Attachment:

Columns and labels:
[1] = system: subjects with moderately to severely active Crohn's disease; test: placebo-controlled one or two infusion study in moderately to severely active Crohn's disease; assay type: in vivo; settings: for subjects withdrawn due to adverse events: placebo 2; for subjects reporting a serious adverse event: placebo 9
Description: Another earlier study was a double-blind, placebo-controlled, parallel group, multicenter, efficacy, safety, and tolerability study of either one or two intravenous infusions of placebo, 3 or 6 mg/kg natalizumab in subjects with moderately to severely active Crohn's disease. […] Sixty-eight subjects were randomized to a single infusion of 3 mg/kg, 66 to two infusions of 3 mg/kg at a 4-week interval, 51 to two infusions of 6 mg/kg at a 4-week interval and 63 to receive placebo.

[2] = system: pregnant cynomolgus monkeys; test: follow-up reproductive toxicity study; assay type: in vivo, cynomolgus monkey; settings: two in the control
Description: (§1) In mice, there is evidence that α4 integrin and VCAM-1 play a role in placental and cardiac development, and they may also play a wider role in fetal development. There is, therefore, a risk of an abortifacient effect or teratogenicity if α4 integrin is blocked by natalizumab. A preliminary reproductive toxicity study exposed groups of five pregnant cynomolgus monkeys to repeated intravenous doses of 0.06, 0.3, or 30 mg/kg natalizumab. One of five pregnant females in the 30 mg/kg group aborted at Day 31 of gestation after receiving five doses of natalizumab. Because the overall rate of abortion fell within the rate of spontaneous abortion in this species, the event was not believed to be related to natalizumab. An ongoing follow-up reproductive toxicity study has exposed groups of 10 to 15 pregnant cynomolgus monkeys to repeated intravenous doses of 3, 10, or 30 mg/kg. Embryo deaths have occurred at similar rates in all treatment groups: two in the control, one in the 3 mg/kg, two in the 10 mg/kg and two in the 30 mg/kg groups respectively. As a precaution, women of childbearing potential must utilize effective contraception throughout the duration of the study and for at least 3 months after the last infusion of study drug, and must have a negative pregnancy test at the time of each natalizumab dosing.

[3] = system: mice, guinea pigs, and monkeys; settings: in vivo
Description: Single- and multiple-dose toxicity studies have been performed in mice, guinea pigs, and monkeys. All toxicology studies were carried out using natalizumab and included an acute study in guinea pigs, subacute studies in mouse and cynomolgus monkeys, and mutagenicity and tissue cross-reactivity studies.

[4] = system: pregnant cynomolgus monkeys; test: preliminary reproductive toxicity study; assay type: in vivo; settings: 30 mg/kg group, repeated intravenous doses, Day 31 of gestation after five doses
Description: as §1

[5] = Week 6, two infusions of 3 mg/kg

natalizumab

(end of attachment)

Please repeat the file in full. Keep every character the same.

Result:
Columns and labels:
[1] = system: subjects with moderately to severely active Crohn's disease; test: placebo-controlled one or two infusion study in moderately to severely active Crohn's disease; assay type: in vivo; settings: for subjects withdrawn due to adverse events: placebo 2; for subjects reporting a serious adverse event: placebo 9
Description: Another earlier study was a double-blind, placebo-controlled, parallel group, multicenter, efficacy, safety, and tolerability study of either one or two intravenous infusions of placebo, 3 or 6 mg/kg natalizumab in subjects with moderately to severely active Crohn's disease. […] Sixty-eight subjects were randomized to a single infusion of 3 mg/kg, 66 to two infusions of 3 mg/kg at a 4-week interval, 51 to two infusions of 6 mg/kg at a 4-week interval and 63 to receive placebo.

[2] = system: pregnant cynomolgus monkeys; test: follow-up reproductive toxicity study; assay type: in vivo, cynomolgus monkey; settings: two in the control
Description: (§1) In mice, there is evidence that α4 integrin and VCAM-1 play a role in placental and cardiac development, and they may also play a wider role in fetal development. There is, therefore, a risk of an abortifacient effect or teratogenicity if α4 integrin is blocked by natalizumab. A preliminary reproductive toxicity study exposed groups of five pregnant cynomolgus monkeys to repeated intravenous doses of 0.06, 0.3, or 30 mg/kg natalizumab. One of five pregnant females in the 30 mg/kg group aborted at Day 31 of gestation after receiving five doses of natalizumab. Because the overall rate of abortion fell within the rate of spontaneous abortion in this species, the event was not believed to be related to natalizumab. An ongoing follow-up reproductive toxicity study has exposed groups of 10 to 15 pregnant cynomolgus monkeys to repeated intravenous doses of 3, 10, or 30 mg/kg. Embryo deaths have occurred at similar rates in all treatment groups: two in the control, one in the 3 mg/kg, two in the 10 mg/kg and two in the 30 mg/kg groups respectively. As a precaution, women of childbearing potential must utilize effective contraception throughout the duration of the study and for at least 3 months after the last infusion of study drug, and must have a negative pregnancy test at the time of each natalizumab dosing.

[3] = system: mice, guinea pigs, and monkeys; settings: in vivo
Description: Single- and multiple-dose toxicity studies have been performed in mice, guinea pigs, and monkeys. All toxicology studies were carried out using natalizumab and included an acute study in guinea pigs, subacute studies in mouse and cynomolgus monkeys, and mutagenicity and tissue cross-reactivity studies.

[4] = system: pregnant cynomolgus monkeys; test: preliminary reproductive toxicity study; assay type: in vivo; settings: 30 mg/kg group, repeated intravenous doses, Day 31 of gestation after five doses
Description: as §1

[5] = Week 6, two infusions of 3 mg/kg

natalizumab